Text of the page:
India has a multi-party system. The Election Commission of India (ECI) accords to national-level and state-level political parties based upon objective criteria. A recognised political party enjoys privileges like a reserved party symbol,[a] free broadcast time on state-run television and radio, consultation in the setting of election dates, and giving input in setting electoral rules and regulations. Other political parties that wish to contest local, state, or national elections are required to be registered by the Election Commission of India. Registered parties are upgraded as recognised national parties or state parties by the ECI if they meet the relevant criteria after a Lok Sabha or state legislative assembly election. The recognised party status is reviewed periodically by the ECI.
Before the amendment in 2016 (which came into force on 1 January 2014), if a political party failed to fulfill the criteria in the subsequent Lok Sabha or state legislative assembly election, they lost their status as a recognised party. In 2016, the ECI announced that such a review would take place after two consecutive elections instead of every election. Therefore, a political party shall retain the recognised party status even if they do not meet the criteria in the next election. However, if they fail to meet the criteria in the subsequent election following the next election, they would lose their status.
As per latest publications dated May 2023 from Election Commission of India, and subsequent notifications, there are 6 national parties, 55 state parties,[b] and 2,597 unrecognised parties. All registered parties contesting elections need to choose a symbol from a list of available symbols offered by the EC. All 28 states of the country along with the union territories of Jammu and Kashmir, National Capital Territory of Delhi, and Puducherry have elected governments unless President's rule is imposed under certain condition.
National parties edit
A registered party is recognised as a national party only if it fulfils any one of the three conditions listed below:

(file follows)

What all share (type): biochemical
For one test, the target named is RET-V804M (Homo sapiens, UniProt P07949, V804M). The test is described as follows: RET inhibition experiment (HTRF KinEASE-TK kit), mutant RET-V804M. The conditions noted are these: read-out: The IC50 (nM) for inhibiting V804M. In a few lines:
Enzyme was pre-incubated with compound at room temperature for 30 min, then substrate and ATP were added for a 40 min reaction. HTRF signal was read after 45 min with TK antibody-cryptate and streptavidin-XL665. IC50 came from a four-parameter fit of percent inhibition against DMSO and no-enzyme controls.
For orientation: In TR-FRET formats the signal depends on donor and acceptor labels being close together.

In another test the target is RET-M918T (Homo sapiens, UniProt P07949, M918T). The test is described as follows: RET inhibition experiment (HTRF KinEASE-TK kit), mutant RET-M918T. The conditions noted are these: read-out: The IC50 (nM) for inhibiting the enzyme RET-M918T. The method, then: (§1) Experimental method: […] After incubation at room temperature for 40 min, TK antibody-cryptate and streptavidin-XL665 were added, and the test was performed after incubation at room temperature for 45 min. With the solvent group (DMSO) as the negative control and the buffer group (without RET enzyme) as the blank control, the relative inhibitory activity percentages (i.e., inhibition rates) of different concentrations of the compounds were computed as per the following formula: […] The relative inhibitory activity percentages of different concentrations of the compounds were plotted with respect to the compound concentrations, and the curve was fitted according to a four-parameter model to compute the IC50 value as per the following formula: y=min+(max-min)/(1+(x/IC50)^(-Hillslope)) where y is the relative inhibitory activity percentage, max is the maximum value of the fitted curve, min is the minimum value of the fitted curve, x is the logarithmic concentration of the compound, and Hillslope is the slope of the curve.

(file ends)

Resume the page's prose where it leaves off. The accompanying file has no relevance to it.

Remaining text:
- The party wins two per cent of seats in the Lok Sabha from at least three different states.
- At a general election to Lok Sabha or Legislative Assembly, the party polls six per cent of votes in any four or more states and in addition it wins four Lok Sabha seats.
- The party gets recognition as a state party in four states.
State parties edit
A registered party is recognised as a state party only if it fulfils any one of the five conditions listed below:
- A party should secure at least six per cent of valid votes polled in an election to the state legislative assembly and win at least two seats in that state assembly.
- A party should secure at least six per cent of valid votes polled in an election to Lok Sabha and win at least one seat in Lok Sabha.
- A party should win at least three per cent of the total number of seats or a minimum of three seats in the Legislative Assembly, which ever is higher.
- A party should win at least 1 seat in the Lok Sabha for every 25 seats or any fraction thereof allotted to that state.
- Under the liberalised criteria, one more clause that it will be eligible for recognition as state party if it secures eight per cent or more of the total valid votes polled in the state.
Unrecognised parties edit
See also edit
- If a party is recognised as a national or state party, its symbol is reserved for its exclusive use in the country or in the state.
- There were 57 state parties listed in publication issued by the Election Commission of India on 15 May 2023. However 2 out of 57 parties (Rashtriya Lok Samata Party and People's Democratic Front) have merged with other parties.
- "List of National Parties". Election Commission of India. 15 May 2023. Retrieved 19 May 2023.
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All India Anna Dravida Munnetra Kazhagam (Tamil: 'All India Anna Dravidian Progress Federation') A political party. It was established in 1972...
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The big winner in the Uttar Pradesh state election was the regional leftwing Samajwadi party
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Further reading edit
- Subrata K. Mitra and V. B. Singh. 1999. Democracy and Social Change in India: but parties have to be 70per of decision A Cross-Sectional Analysis of the National Electorate. New Delhi: Sage Publications. ISBN 81-7036-809-X (India HB) ISBN 0-7619-9344-4 (U.S. HB).
- Subrata K. Mitra, Mike Enskat, Clemens Spiess (eds.). 2004. Political Parties in South Asia. Greenwood: Praeger.
- Political Parties, Democratic Politics II, Textbook in Political Science for Class X, NCERT